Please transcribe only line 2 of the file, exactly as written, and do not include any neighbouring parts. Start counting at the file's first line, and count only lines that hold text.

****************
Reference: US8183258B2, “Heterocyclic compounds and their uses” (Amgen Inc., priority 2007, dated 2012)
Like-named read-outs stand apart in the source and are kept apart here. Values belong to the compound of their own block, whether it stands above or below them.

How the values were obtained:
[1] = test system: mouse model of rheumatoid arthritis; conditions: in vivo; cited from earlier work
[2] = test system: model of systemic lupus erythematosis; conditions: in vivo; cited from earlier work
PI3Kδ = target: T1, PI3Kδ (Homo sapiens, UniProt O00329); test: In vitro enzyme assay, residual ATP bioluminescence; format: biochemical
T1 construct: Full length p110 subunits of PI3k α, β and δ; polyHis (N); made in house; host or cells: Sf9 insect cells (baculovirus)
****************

Like-named read-outs stand apart in the source and are kept apart here. Values belong to the compound of their own block, whether it stands above or below them.